Relying upon In re Tobacco II Cases, supra, 46 Cal.4th 298, and Massachusetts Mutual Life Ins. Co. v. Superior Court (2002) 97 Cal.App.4th 1282 (Massachusetts Mutual), Kaldenbach argues reversal is required because the trial court improperly premised its order denying class certification on the complexities of establishing each absent class members' reliance on the representations made and their injury. But that was only one of the individualized issues the court found predominated and could not be proven on a class-wide basis. As we have already noted, we affirm the order denying class certification if any of the trial court's stated reasons are sufficient to justify the order. (Lebrilla, supra, 119 Cal.App.4th at pp. 1074-1075; Caro, supra, 18 Cal.App.4th at pp. 655-656.) There were myriad other individualized issues the court found to predominate including whether any given agent took Mutual's training, read its manuals, and routinely followed the training and materials; and what materials, disclosures, representations, and explanations were given to any given purchaser. These individualized issues go not to the injury suffered by a purchaser, but to whether there was in fact an unfair business practice by Mutual. Neither In re Tobacco II Cases, supra, 46 Cal.4th 298, nor Massachusetts Mutual, supra, 97 Cal.App.4th 1282, compel a different result.Kaldenbach v. Mut. of Omaha Life Ins. Co., at 21-22.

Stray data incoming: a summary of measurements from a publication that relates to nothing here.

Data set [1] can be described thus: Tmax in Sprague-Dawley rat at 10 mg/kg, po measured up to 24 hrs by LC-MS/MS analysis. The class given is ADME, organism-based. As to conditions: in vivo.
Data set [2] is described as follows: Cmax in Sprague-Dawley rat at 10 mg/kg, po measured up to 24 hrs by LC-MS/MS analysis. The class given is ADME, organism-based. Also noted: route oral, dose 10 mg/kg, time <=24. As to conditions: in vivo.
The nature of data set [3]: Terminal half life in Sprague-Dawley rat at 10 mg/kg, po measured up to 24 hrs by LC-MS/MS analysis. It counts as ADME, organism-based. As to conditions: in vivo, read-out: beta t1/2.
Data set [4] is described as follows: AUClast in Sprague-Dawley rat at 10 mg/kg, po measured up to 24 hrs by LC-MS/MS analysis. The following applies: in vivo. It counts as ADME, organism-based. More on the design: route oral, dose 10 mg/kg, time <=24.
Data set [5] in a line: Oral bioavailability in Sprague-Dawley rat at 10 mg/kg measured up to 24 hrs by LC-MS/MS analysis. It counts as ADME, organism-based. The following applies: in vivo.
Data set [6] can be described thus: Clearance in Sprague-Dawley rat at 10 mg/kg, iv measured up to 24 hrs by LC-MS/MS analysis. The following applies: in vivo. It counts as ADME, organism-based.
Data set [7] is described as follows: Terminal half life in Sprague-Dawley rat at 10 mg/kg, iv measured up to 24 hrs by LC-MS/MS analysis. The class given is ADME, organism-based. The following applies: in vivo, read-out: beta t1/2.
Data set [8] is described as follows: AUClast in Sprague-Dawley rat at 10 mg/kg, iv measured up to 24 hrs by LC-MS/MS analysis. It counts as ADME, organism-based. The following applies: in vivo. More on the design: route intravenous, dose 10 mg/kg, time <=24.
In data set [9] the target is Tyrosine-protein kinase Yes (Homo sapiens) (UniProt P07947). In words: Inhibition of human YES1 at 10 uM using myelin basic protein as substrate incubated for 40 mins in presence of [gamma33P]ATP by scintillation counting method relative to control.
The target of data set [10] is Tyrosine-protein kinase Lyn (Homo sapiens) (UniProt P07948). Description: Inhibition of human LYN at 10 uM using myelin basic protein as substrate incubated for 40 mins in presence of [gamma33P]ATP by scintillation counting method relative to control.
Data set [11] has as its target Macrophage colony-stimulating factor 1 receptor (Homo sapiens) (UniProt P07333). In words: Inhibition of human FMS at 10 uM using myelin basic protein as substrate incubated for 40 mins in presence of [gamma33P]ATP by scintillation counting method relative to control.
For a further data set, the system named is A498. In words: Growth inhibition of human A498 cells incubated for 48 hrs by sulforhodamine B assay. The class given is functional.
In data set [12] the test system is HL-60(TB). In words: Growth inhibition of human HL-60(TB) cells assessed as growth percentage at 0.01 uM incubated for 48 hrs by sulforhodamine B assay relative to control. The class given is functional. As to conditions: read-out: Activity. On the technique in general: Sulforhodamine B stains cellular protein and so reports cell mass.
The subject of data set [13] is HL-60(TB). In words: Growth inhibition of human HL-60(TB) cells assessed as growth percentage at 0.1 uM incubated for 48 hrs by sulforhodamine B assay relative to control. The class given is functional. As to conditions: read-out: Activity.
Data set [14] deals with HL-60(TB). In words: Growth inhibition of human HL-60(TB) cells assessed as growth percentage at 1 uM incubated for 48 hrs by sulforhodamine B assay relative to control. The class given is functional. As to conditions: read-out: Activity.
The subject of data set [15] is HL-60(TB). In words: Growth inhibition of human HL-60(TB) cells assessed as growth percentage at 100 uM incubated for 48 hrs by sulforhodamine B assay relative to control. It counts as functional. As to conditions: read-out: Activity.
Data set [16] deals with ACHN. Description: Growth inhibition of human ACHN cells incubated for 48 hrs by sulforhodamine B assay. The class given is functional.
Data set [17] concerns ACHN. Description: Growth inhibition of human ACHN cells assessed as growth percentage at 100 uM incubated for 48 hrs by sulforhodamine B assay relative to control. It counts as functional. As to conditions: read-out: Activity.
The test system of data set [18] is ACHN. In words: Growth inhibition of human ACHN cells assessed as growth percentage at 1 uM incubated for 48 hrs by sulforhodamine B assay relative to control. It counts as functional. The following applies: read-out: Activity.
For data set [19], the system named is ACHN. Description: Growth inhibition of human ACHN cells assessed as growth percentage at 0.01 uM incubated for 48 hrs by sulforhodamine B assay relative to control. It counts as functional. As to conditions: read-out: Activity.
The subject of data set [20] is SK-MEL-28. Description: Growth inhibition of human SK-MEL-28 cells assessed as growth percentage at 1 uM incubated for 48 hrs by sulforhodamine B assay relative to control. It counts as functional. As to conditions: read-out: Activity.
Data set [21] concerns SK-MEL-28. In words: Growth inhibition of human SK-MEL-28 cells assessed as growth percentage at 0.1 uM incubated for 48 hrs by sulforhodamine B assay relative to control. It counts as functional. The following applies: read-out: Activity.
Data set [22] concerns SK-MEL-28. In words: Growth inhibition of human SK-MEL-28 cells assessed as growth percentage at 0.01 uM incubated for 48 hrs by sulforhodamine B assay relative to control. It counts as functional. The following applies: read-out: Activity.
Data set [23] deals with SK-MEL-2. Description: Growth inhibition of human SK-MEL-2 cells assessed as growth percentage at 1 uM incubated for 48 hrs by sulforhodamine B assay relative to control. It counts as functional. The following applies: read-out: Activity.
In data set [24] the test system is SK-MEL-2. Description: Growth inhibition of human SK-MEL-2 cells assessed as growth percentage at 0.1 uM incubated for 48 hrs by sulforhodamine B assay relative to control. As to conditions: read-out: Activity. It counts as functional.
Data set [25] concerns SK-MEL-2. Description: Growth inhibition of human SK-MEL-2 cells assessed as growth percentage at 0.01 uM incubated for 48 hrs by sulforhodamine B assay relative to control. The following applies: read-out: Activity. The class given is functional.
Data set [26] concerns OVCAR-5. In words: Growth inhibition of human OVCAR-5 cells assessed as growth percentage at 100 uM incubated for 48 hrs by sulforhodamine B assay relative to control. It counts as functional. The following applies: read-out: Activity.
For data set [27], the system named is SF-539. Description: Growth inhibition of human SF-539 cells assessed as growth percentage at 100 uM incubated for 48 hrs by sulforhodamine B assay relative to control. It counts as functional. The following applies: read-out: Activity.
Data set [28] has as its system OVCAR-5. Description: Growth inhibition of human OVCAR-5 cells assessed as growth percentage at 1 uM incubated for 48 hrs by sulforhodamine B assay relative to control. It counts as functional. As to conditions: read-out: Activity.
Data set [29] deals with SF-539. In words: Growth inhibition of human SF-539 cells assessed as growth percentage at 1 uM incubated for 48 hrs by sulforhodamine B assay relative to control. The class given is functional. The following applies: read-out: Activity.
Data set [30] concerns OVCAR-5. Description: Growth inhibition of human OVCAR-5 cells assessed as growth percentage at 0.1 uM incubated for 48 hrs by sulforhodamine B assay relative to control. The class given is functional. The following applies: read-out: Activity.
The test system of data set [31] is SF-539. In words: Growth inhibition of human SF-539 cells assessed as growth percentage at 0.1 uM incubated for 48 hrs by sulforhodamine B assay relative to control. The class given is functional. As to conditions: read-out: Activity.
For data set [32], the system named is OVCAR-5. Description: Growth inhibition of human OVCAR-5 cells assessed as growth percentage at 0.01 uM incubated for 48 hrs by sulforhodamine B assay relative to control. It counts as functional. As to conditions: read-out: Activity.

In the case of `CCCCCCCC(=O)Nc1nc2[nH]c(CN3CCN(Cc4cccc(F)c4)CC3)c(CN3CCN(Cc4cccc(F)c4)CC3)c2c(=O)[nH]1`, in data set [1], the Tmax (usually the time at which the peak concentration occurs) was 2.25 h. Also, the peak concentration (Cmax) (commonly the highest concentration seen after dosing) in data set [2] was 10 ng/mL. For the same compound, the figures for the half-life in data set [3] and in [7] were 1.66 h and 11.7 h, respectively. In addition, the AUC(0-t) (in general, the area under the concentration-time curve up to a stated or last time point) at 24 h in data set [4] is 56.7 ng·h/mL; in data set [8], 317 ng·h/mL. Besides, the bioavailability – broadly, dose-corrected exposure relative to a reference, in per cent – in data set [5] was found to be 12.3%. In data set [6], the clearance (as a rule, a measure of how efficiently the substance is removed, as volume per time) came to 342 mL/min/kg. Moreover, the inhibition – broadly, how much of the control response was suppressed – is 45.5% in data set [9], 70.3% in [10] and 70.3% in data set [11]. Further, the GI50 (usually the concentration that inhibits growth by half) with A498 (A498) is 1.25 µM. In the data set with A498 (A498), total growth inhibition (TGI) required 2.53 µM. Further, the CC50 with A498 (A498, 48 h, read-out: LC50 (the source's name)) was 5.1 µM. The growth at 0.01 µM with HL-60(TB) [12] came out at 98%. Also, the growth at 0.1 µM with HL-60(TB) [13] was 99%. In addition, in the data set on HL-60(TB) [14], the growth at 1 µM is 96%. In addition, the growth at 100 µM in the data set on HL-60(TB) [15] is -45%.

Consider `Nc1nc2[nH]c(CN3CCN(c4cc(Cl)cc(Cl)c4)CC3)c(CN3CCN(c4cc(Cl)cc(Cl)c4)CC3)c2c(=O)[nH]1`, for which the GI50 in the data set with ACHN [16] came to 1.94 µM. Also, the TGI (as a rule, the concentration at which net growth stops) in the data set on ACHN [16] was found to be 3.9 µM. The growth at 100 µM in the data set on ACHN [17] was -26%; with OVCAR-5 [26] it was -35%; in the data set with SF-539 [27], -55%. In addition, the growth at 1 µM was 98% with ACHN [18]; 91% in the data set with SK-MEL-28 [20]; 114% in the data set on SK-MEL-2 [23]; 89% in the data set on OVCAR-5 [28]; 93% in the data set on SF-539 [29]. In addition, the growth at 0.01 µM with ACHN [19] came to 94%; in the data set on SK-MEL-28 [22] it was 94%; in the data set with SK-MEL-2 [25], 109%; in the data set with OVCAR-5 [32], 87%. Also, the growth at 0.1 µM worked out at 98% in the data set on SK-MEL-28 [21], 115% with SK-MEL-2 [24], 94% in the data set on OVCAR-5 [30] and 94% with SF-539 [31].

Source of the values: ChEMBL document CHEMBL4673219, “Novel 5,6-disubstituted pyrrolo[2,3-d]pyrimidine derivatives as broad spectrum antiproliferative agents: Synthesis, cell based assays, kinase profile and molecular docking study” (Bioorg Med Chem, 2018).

Monday, October 5, 2009
Fourth District Upholds Trial Court's Denial of Certification of UCL Class
On September 30, 2009, the Fourth District Court of Appeal affirmed the trial court's denial of class certification in Kaldenbach v. Mut. of Omaha Life Ins. Co., 2009 Cal. App. Unpub. LEXIS 7907 (Cal. App. 4th Dist. Sept. 30, 2009). The Court’s opinion, which is unpublished, recognized that In re Tobacco II precluded focus on issues relating to class member reliance and injury. The Court's analysis is seemingly contrary to the Second District's unpublished opinion in Cohen v. Direct TV (discussed previously here). Notwithstanding this finding, however, the Court ultimately concluded that the trial court did not abuse its discretion insofar as the court's findings regarding predominance were supported on other grounds. The thrust of the Court's analysis on these points was as follows: